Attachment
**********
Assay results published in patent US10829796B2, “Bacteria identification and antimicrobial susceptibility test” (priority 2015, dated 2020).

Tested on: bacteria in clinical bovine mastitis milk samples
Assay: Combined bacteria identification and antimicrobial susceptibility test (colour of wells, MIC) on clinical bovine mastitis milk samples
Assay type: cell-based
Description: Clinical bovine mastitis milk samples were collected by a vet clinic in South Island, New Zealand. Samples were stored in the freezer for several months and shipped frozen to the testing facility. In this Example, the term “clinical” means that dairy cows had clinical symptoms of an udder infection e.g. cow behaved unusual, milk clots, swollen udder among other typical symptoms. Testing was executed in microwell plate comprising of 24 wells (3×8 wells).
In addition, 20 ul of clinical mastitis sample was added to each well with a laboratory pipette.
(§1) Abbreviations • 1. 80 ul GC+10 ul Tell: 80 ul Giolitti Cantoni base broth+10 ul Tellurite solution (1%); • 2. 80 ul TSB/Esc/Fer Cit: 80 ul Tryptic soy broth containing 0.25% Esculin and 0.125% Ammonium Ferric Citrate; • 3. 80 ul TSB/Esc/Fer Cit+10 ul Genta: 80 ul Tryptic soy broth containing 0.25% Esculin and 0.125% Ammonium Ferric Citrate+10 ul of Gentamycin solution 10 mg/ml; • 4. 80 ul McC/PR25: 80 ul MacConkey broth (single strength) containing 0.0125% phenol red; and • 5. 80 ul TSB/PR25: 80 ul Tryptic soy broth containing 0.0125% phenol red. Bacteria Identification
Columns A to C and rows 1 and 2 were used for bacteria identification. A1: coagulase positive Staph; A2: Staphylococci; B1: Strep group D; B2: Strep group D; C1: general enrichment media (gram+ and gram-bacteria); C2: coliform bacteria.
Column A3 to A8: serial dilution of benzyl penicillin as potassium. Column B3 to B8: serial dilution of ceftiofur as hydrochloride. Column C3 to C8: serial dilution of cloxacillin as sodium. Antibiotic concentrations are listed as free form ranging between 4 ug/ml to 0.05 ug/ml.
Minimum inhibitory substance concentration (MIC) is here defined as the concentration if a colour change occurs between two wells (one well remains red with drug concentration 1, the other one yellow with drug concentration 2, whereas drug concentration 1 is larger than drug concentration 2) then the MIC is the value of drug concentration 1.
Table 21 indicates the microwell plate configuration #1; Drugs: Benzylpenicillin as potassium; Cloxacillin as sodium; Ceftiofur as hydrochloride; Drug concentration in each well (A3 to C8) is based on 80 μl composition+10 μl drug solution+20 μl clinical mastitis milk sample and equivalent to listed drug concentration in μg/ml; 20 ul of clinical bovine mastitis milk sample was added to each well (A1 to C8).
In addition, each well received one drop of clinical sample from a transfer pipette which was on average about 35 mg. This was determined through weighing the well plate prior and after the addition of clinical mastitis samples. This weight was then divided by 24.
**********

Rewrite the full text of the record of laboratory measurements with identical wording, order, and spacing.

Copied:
Assay results published in patent US10829796B2, “Bacteria identification and antimicrobial susceptibility test” (priority 2015, dated 2020).

Tested on: bacteria in clinical bovine mastitis milk samples
Assay: Combined bacteria identification and antimicrobial susceptibility test (colour of wells, MIC) on clinical bovine mastitis milk samples
Assay type: cell-based
Description: Clinical bovine mastitis milk samples were collected by a vet clinic in South Island, New Zealand. Samples were stored in the freezer for several months and shipped frozen to the testing facility. In this Example, the term “clinical” means that dairy cows had clinical symptoms of an udder infection e.g. cow behaved unusual, milk clots, swollen udder among other typical symptoms. Testing was executed in microwell plate comprising of 24 wells (3×8 wells).
In addition, 20 ul of clinical mastitis sample was added to each well with a laboratory pipette.
(§1) Abbreviations • 1. 80 ul GC+10 ul Tell: 80 ul Giolitti Cantoni base broth+10 ul Tellurite solution (1%); • 2. 80 ul TSB/Esc/Fer Cit: 80 ul Tryptic soy broth containing 0.25% Esculin and 0.125% Ammonium Ferric Citrate; • 3. 80 ul TSB/Esc/Fer Cit+10 ul Genta: 80 ul Tryptic soy broth containing 0.25% Esculin and 0.125% Ammonium Ferric Citrate+10 ul of Gentamycin solution 10 mg/ml; • 4. 80 ul McC/PR25: 80 ul MacConkey broth (single strength) containing 0.0125% phenol red; and • 5. 80 ul TSB/PR25: 80 ul Tryptic soy broth containing 0.0125% phenol red. Bacteria Identification
Columns A to C and rows 1 and 2 were used for bacteria identification. A1: coagulase positive Staph; A2: Staphylococci; B1: Strep group D; B2: Strep group D; C1: general enrichment media (gram+ and gram-bacteria); C2: coliform bacteria.
Column A3 to A8: serial dilution of benzyl penicillin as potassium. Column B3 to B8: serial dilution of ceftiofur as hydrochloride. Column C3 to C8: serial dilution of cloxacillin as sodium. Antibiotic concentrations are listed as free form ranging between 4 ug/ml to 0.05 ug/ml.
Minimum inhibitory substance concentration (MIC) is here defined as the concentration if a colour change occurs between two wells (one well remains red with drug concentration 1, the other one yellow with drug concentration 2, whereas drug concentration 1 is larger than drug concentration 2) then the MIC is the value of drug concentration 1.
Table 21 indicates the microwell plate configuration #1; Drugs: Benzylpenicillin as potassium; Cloxacillin as sodium; Ceftiofur as hydrochloride; Drug concentration in each well (A3 to C8) is based on 80 μl composition+10 μl drug solution+20 μl clinical mastitis milk sample and equivalent to listed drug concentration in μg/ml; 20 ul of clinical bovine mastitis milk sample was added to each well (A1 to C8).
In addition, each well received one drop of clinical sample from a transfer pipette which was on average about 35 mg. This was determined through weighing the well plate prior and after the addition of clinical mastitis samples. This weight was then divided by 24.